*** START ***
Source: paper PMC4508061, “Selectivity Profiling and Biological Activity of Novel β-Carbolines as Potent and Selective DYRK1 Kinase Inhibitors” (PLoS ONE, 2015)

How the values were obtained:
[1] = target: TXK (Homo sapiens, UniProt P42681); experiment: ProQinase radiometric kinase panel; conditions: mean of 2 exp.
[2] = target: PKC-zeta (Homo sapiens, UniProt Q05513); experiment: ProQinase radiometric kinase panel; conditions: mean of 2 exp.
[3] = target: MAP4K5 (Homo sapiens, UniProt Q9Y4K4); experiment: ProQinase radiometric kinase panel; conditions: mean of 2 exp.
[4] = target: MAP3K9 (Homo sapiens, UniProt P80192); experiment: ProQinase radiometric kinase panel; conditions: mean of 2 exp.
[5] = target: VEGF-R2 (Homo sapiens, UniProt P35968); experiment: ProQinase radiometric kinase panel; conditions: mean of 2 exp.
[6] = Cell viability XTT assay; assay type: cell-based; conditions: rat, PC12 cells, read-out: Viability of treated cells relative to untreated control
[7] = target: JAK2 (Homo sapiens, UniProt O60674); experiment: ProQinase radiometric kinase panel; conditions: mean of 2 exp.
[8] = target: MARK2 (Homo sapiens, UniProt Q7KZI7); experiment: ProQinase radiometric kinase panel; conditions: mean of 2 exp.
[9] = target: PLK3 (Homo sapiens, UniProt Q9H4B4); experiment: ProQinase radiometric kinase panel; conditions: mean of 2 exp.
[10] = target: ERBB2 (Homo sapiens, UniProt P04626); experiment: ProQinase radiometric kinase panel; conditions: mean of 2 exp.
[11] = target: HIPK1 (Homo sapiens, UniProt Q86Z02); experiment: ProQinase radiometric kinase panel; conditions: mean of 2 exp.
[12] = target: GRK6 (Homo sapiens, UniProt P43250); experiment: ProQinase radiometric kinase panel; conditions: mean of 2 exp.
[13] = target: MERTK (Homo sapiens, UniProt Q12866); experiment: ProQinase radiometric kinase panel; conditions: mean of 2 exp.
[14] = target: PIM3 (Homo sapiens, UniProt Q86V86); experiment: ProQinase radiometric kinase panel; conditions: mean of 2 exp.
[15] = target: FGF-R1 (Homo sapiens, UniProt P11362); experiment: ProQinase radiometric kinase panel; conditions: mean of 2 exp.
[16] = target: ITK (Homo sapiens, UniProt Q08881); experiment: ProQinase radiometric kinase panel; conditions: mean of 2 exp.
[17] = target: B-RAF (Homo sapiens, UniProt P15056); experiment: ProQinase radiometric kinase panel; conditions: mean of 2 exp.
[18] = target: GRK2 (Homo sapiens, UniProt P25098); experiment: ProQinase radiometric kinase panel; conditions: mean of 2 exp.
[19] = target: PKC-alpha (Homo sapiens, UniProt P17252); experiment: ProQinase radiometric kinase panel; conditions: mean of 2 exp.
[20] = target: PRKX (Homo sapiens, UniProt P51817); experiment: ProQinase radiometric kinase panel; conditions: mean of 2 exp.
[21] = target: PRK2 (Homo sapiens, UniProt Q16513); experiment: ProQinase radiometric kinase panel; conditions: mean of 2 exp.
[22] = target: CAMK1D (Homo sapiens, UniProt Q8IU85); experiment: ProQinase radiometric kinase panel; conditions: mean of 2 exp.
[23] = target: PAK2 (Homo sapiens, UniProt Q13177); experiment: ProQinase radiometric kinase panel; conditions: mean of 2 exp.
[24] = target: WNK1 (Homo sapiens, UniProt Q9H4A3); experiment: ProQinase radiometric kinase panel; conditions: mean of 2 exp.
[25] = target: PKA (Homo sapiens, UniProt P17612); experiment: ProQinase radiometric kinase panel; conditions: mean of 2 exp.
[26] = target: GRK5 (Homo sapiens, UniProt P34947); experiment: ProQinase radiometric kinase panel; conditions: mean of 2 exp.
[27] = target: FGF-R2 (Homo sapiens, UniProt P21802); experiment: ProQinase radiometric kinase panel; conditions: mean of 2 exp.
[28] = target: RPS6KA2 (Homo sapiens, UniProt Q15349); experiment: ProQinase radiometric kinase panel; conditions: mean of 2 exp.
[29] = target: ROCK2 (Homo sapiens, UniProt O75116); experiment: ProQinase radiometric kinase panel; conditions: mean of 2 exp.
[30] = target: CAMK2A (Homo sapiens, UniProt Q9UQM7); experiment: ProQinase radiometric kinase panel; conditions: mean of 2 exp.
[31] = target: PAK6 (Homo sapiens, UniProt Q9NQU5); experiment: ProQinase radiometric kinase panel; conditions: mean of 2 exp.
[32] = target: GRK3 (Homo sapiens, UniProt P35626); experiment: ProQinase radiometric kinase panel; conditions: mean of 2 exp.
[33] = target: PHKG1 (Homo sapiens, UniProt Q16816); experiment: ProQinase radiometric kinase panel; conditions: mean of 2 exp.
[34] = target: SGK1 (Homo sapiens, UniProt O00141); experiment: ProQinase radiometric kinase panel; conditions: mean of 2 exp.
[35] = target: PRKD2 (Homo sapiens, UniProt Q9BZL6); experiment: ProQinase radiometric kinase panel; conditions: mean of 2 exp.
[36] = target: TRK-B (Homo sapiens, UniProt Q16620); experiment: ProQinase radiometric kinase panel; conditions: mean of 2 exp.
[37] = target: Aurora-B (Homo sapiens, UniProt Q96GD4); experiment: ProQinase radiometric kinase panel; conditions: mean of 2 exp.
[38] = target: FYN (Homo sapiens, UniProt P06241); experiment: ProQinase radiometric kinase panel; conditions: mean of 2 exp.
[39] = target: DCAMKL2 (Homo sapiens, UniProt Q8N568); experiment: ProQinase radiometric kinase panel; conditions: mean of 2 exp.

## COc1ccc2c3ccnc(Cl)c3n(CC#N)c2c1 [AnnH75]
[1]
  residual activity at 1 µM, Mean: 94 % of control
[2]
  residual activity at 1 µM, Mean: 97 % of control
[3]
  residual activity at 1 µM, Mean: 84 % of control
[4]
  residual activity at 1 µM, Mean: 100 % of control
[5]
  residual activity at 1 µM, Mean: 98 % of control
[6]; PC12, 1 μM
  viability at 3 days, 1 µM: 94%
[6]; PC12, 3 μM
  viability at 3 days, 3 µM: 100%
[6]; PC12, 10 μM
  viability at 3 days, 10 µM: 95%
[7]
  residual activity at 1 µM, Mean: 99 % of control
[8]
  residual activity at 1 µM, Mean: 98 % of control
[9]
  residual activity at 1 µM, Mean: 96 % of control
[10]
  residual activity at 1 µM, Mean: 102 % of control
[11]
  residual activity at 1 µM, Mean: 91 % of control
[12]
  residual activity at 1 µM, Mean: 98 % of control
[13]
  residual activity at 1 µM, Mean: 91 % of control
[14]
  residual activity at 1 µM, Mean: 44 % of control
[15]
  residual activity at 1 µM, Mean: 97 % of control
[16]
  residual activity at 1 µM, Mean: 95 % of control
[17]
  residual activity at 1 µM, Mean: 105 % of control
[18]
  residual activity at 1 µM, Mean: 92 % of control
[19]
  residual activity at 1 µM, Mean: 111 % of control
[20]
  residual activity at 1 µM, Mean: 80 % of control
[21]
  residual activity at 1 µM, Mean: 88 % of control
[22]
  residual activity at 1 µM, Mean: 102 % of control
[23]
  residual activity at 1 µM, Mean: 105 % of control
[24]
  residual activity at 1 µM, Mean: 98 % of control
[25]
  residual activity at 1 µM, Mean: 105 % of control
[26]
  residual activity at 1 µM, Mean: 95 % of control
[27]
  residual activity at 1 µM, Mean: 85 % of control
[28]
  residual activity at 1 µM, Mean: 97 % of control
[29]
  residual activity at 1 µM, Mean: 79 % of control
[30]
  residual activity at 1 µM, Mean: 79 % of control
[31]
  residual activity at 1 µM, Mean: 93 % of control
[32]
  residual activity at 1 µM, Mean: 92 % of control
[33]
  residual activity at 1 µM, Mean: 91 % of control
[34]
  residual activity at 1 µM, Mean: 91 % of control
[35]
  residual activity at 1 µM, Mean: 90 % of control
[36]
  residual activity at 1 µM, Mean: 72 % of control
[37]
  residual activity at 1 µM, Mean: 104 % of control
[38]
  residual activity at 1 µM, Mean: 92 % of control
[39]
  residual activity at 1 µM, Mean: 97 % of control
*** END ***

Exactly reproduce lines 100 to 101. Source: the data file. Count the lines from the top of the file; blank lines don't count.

  residual activity at 1 µM, Mean: 85 % of control
[28]